Alex Colville’s art is full of black animals: dogs, cats, crows, horses. Consider his most famous painting, “Horse and Train.”
The Canadian painter Alex Colville (1920-2013) was that most curious of artistic hybrids, both a realist and a modernist. In fact art critic Jeffrey Myers, in an article entitled “Dangerously Real,” called Colville “one of the greatest modern realist painters.”
The backyard of our former house featured a neighborhood playground. While sitting on my deck one day, I overheard two little girls at play.
In mirrors I see myself. But in mirrors made of glass and silver I never see the whole of myself. I see the me I want to see, and I ignore the rest.
One of the many books I hope to publish one day is The Night Stair: Reflections on Contemplative Prayer.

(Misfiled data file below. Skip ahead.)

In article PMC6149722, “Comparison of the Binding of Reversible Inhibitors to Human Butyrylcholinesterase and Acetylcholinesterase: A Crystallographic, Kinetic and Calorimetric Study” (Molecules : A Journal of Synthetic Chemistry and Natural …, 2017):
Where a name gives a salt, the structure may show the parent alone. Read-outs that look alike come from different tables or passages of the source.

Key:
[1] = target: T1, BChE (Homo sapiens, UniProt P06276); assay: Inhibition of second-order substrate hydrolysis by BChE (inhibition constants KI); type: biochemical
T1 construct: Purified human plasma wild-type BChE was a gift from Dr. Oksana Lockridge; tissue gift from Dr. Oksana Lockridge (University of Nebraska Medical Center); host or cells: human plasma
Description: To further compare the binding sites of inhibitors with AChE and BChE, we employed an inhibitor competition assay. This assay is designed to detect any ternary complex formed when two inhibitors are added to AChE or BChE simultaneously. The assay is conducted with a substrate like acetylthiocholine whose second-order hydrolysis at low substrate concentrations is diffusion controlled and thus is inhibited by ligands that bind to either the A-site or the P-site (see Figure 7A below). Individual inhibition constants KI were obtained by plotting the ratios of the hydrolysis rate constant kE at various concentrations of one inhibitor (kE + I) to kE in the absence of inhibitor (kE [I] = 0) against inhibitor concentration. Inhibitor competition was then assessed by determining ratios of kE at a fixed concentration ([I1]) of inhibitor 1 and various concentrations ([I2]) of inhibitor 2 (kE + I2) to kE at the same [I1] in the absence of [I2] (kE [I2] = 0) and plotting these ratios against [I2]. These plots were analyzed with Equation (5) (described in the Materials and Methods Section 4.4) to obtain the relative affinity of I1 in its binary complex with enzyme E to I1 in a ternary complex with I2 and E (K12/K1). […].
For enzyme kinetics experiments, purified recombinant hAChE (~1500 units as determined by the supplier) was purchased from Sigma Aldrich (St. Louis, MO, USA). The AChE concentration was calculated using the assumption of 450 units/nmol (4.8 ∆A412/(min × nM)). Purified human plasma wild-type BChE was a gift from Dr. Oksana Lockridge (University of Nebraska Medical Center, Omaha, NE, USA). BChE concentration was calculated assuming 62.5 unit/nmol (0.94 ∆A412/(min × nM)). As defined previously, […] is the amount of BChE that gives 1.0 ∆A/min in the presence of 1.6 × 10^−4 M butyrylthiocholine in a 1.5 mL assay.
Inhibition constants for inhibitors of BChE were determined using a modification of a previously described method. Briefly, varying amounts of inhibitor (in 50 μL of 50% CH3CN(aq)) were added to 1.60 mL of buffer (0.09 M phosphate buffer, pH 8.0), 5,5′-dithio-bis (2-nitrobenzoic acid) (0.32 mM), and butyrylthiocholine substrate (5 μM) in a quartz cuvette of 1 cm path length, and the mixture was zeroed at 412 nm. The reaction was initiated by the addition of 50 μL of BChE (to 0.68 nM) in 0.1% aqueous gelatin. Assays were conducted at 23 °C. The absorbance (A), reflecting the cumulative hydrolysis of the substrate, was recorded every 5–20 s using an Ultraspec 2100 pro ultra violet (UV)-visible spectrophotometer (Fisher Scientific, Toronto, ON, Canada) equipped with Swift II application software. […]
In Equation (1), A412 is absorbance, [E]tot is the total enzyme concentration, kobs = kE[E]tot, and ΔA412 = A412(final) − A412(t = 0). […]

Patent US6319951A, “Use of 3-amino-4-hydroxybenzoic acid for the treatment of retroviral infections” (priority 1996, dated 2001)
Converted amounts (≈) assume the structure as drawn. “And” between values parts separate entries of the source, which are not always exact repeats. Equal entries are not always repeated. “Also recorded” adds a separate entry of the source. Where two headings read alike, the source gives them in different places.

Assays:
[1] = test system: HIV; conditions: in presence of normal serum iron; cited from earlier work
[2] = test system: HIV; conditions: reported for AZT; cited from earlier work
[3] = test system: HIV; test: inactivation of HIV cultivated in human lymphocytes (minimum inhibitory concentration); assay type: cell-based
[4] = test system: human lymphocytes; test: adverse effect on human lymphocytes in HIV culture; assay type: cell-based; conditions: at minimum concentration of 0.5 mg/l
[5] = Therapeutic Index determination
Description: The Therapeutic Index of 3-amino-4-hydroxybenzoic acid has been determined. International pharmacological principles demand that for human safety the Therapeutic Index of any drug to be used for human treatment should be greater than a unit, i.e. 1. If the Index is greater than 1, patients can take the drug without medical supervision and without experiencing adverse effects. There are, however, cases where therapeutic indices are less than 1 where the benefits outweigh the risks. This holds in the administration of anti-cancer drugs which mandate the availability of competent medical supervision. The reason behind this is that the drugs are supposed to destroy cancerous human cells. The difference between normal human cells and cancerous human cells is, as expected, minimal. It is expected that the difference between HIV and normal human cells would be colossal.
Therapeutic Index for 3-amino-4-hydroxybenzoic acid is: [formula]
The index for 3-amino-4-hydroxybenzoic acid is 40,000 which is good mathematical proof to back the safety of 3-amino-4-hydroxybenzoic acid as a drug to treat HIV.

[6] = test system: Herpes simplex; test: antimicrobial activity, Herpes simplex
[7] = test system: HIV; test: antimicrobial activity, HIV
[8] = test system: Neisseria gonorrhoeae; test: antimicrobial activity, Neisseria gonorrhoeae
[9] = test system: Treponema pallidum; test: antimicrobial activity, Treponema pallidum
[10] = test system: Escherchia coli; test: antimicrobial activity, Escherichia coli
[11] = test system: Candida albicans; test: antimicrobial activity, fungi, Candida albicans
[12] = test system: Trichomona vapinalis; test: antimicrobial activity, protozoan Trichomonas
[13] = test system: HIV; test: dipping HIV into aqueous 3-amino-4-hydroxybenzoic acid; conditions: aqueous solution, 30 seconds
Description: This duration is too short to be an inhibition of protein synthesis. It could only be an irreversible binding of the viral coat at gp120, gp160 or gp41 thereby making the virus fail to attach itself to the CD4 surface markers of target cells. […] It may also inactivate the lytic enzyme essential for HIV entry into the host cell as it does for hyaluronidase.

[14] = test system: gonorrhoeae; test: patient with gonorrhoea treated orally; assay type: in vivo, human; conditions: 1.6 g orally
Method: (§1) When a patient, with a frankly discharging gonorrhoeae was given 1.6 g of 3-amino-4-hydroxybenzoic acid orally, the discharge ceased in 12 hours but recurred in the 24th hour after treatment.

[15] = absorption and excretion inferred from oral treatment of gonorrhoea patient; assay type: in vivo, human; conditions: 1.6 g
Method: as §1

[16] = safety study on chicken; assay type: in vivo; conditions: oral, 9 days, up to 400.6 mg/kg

Walt Whitman’s poem “Song of Myself” begins with the line, “I lean and loaf at my ease observing a spear of summer grass.” This is not a bad way to begin the practice of contemplative prayer.
My favorite character in literature is Father Zossima, the saintly old monk who forms the spiritual center of gravity in Dostoyevsky’s last and greatest novel, The Brothers Karamazov. On his deathbed, in the climactic scene of the first half of the book, Zossima reflects in the following words on his childhood and on the biblical story of Job:
A while back I wrote a blog on “The Green-Letter Bible” in which I suggested highlighting in green the rhema words of God—that is, those verses which from time to time we hear Him speak personally to us. For me, one of those verses is James 3:17: “The wisdom that comes from heaven is first of all pure.”
My good friend Murray Phillips, a renowned wilderness painter and one of the kindest and most interesting people I have ever known, died on March 1 of a brain tumor, the day after his third wedding anniversary.
What’s your favorite potato chip? Mine is Miss Vicky’s lime and black pepper. Does this matter? Absolutely! Sometimes little things can make the difference between connecting with God, or not.